May 1, 2005
CBO analyzes implications of Navy shipbuilding plans
As recently as 2003, the U.S. Navy was telling Congress that its long term goal was a 375 ship Navy.
On March 23, 2005, the Department of the Navy released An Interim Report to Congress on Annual Long-Range Plan for the Construction of Naval Vessels for FY2006. That report includes projected inventories for a 260-ship fleet and a 325-ship fleet through 2035. However, in recent testimony before the Congress, the Chief of Naval Operations, Admiral Vern Clark, stated that the Navy's total requirement could be reduced to between 260 and 325 ships through increased use of technology, forward basing of ships in Guam and Japan, and crew rotation. According to Admiral Clark, the 260-ship plan would cost about $12 billion a year for ship construction, and the 325-ship plan would cost about $15 billion a year for shipbuilding.(Those figures exclude the cost of refueling nuclear-powered aircraft carriers and submarines.)
In response to requests from both the Senate Committee on the Budget and the House Projection Forces Subcommittee, the Congressional Budget Office has assessed the near-term and long-term demands for shipbuilding resources associated with sustaining either a 260-ship or 325-ship fleet.
The CBO analysis indicates that under either plan, the shipbuilding industry will face substantial peaks and valleys in demand.
CBO estimates that the Navy would need to spend an average of $15 billion annually (in 2005 dollars) on ship construction to achieve a 260-ship fleet in 2035. Achieving a 325-ship fleet by that year would require an average shipbuilding budget of $18 billion per year. Those estimates are based on a number of assumptions that CBO made about the size and characteristics of the various types of ships that the Navy would buy and when it would buy them. It says different assumptions could produce different estimates.
Under the 260-ship plan, ship purchases and spending would show a peak-and-valley pattern over the 2006-2035 period. Through 2015, the Navy would buy an average of 9.5 ships per year, at an annual cost of about $14.4 billion. The peak in purchases reflects large numbers of littoral combat ships (LCSs)and the size of the fleet would initially rise as the first 63 LCSs purchased under this plan entered the inventory over the next 20 years.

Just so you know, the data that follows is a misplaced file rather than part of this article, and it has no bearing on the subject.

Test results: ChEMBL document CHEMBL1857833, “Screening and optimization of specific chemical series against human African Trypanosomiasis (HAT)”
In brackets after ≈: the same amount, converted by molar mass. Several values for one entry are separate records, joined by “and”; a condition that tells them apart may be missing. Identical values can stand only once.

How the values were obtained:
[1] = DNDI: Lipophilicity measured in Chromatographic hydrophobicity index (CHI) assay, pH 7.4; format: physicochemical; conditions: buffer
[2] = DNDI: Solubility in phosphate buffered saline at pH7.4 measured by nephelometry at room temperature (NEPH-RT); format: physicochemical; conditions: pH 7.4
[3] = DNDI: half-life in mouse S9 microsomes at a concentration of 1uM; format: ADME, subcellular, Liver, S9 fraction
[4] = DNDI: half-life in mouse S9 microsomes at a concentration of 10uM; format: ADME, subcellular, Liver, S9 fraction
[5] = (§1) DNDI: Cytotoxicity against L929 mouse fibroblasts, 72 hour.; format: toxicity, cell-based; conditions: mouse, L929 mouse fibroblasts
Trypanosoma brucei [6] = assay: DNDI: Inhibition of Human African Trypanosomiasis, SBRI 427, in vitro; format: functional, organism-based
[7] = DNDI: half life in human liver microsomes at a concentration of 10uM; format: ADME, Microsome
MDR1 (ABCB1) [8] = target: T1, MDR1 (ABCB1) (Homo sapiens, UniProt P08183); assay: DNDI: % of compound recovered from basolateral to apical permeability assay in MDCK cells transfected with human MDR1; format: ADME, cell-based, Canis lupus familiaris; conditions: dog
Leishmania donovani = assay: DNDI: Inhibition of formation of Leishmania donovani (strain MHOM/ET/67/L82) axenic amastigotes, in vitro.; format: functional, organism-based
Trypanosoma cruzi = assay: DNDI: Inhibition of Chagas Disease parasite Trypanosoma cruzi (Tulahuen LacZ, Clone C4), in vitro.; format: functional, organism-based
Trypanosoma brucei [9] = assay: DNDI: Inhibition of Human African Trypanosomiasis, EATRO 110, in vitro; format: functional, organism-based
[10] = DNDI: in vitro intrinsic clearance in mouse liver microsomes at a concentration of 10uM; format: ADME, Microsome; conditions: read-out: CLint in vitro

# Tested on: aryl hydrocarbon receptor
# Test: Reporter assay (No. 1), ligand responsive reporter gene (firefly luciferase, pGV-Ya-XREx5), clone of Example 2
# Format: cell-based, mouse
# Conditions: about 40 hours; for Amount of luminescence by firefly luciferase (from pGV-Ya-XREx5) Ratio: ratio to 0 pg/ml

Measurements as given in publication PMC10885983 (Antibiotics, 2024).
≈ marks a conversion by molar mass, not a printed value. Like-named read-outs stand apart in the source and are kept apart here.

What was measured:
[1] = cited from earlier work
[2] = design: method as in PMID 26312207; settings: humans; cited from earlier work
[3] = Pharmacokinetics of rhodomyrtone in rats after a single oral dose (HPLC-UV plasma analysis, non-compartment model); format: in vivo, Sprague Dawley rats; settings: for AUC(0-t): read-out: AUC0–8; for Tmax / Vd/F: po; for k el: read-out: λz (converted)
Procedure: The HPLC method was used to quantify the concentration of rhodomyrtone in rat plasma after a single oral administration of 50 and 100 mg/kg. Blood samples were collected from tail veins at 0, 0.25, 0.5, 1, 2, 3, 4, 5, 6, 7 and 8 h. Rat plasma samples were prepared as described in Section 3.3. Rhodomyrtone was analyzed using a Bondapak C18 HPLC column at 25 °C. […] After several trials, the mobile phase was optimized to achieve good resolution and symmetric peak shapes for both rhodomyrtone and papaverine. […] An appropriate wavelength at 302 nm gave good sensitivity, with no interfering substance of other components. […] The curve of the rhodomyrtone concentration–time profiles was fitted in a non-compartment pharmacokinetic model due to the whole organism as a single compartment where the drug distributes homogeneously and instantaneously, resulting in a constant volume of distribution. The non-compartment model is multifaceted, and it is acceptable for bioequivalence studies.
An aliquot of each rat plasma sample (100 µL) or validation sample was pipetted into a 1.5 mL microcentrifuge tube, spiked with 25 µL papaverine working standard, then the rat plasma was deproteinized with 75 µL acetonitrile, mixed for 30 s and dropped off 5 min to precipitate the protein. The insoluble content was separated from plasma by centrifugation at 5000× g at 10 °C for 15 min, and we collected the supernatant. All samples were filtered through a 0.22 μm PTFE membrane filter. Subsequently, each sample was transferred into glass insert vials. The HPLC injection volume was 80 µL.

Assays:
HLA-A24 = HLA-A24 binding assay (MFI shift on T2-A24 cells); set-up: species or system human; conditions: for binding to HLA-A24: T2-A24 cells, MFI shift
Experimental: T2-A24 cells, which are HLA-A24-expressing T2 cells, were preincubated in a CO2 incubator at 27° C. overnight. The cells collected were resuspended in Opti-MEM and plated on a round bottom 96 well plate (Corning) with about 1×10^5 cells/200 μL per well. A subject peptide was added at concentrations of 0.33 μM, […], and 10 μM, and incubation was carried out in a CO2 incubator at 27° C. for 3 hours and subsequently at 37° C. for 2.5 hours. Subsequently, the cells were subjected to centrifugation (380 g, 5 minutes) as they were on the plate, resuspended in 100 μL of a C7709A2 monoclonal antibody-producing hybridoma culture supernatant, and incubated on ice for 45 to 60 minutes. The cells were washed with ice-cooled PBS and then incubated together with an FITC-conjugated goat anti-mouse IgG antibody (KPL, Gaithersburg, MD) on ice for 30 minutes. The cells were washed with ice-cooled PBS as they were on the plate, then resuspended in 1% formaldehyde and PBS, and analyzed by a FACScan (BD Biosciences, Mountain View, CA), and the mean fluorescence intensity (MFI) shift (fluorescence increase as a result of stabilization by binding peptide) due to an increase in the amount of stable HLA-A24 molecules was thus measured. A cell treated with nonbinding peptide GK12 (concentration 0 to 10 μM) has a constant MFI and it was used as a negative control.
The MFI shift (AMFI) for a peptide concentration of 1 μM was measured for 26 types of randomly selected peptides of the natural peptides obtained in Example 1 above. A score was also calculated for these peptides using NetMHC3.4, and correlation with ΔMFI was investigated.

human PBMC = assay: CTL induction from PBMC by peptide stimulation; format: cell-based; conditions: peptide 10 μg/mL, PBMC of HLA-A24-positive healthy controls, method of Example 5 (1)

The fleet would peak at 326 ships in 2020 and then gradually decline to 260 by 2035.
The mid to late 2020s would be a period of low ship purchases under the 260-ship plan.
That procurement valley would directly result from purchasing and deploying large numbers of LCSs through 2020 and then not needing to buy many ships for about a decade thereafter, because fewer would be required to meet the 260-ship force goal by 2035.
With LCSs excluded, the remaining fleet would number 197 ships under the 260-ship plan, compared with 287 today. Thus, 90 ships would not have to be replaced if the Navy wanted to aim for a 260-ship fleet.
A similar, but less pronounced, valley occurs in the 325-ship plan because that fleet numbers 243 ships excluding LCSs; thus, 44 ships would not need to be replaced, compared with 90 under the 260-ship plan.
By the 2030s, however, the Navy would have to buy large numbers of LCSs again, as well as new fleet air-defense surface combatants, to replace LCSs and Arleigh Burke class destroyers that had reached the end of their nominal service lives. That pattern is similar to the decline in ship purchases that occurred in the 1990s, when the end of the Cold War caused the Navy to cut its total requirement for ships almost in half. The oldest ships were retired, leaving a relatively young fleet that did not need an influx of many new vessels to maintain its size.